Having identified the hazards, you then have to decide how likely it is that harm will occur. Risk is a part of everyday life and you are not expected to eliminate all risks. What you must do is make sure you know about the main risks and the things you need to do to manage them responsibly. Generally, you need to do everything reasonably practicable to protect people from harm. Make a record of your significant findings – the hazards, how people might be harmed by them and what you have in place to control the risks. Any record produced should be simple and focused on controls.
If you have fewer than five Chainsaws at work
Employees you do not have to write anything down. But it is useful to do this so you can review it at a later date, for example if something changes. If you have five or more employees, you are required by law to write it down. Few workplaces stay the same, so it makes sense to review what you are doing on an ongoing basis. Workplaces where employees are involved in taking decisions about health and safety are safer and healthier.
Collaboration with your employees helps you to manage health and safety in a practical way by:
You must consult all your employees, in good time, on health and safety matters. In workplaces where a trade union is recognised, this will be through union health and safety representatives. In non-unionised workplaces, you can consult either directly or through other elected representatives. Consultation involves employers not only giving information to employees but also listening to them and taking account of what they say before making health and safety decisions.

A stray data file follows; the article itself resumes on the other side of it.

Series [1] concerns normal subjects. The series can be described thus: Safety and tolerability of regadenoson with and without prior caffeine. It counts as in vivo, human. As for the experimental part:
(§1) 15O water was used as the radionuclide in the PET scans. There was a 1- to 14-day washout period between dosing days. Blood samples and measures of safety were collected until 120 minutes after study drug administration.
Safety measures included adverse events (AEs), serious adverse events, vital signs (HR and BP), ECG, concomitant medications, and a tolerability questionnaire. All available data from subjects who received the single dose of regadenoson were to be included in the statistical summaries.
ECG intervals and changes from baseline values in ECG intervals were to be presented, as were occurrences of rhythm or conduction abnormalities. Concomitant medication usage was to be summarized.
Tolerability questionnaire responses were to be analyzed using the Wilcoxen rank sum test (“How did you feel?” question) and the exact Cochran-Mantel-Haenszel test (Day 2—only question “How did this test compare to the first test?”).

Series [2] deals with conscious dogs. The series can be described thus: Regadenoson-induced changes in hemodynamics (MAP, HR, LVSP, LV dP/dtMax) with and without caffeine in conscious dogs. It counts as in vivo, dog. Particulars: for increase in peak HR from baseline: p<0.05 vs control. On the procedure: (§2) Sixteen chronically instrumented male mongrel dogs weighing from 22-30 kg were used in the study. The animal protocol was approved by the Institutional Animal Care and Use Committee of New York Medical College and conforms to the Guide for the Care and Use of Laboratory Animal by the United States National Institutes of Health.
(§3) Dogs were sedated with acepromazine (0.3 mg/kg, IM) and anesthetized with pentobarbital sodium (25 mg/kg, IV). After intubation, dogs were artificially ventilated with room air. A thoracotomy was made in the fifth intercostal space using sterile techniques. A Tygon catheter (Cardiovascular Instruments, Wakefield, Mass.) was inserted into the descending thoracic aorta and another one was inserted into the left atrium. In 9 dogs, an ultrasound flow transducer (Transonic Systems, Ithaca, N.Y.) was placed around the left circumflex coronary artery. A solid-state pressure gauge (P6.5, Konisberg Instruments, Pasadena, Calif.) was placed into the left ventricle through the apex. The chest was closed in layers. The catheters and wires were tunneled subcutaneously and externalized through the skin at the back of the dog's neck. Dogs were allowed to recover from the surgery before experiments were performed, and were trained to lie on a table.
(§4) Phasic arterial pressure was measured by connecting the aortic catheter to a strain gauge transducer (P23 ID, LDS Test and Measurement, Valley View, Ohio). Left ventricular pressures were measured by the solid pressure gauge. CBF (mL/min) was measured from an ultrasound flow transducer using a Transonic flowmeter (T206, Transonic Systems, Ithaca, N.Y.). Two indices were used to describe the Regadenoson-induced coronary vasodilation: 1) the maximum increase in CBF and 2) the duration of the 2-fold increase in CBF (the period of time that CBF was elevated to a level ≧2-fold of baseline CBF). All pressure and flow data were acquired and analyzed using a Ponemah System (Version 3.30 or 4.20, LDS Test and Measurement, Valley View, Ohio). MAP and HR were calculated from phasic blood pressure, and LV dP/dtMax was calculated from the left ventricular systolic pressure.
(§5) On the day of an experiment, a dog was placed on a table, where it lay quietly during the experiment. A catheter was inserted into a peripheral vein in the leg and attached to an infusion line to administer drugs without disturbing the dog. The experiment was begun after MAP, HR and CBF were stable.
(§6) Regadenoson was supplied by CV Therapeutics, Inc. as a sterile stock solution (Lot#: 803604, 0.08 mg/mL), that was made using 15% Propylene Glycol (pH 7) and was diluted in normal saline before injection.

Issues you should consult employees on include:
Fitness to operate a chainsaw
Operators need to be reasonably fit, both physically and mentally, if they are to use a chainsaw safely. People with disabilities do not need to be excluded from work with chainsaws, but medical advice may restrict the tasks they can do and require increased supervision. Certain medical conditions may affect the ability of a person to operate a chainsaw safely, in addition chainsaw maintenance is crucial.
Seek further medical advice if prospective operators have any condition affecting, eg their:
Operators need to inform their employers when they are taking prescribed medication which may affect their ability to operate a chainsaw safely. New Workers are at particular risk of injury in the first six months of a job, when they are more likely to be unaware of risks.
Follow these six steps to protect new workers:
A young person is anyone under 18 and a child is anyone who has not yet reached the official minimum school leaving age which may be just before, on, or just after their 16th birthday. Employers are responsible for ensuring a young person is not exposed to risk due to lack of experience, being unaware of existing or potential risks or a lack of maturity. You must let the parents/guardians of any child know the key findings of the risk assessment and the control measures put in place before the child starts work or work experience.
Before deciding whether you can employ a young person, you must consider:
Chainsaws expose operators to high levels of noise and hand-arm vibration, which can lead to hearing loss and conditions such as vibration white finger. These risks may be controlled by good management practice such as:
Encourage existing chainsaw operators to report any signs or symptoms which may affect their ability to use a chainsaw safely or may indicate adverse health effects from noise and/or vibration. Employers are required to carry out health surveillance of their employees where they cannot reduce noise or hand-arm vibration exposure to safe levels.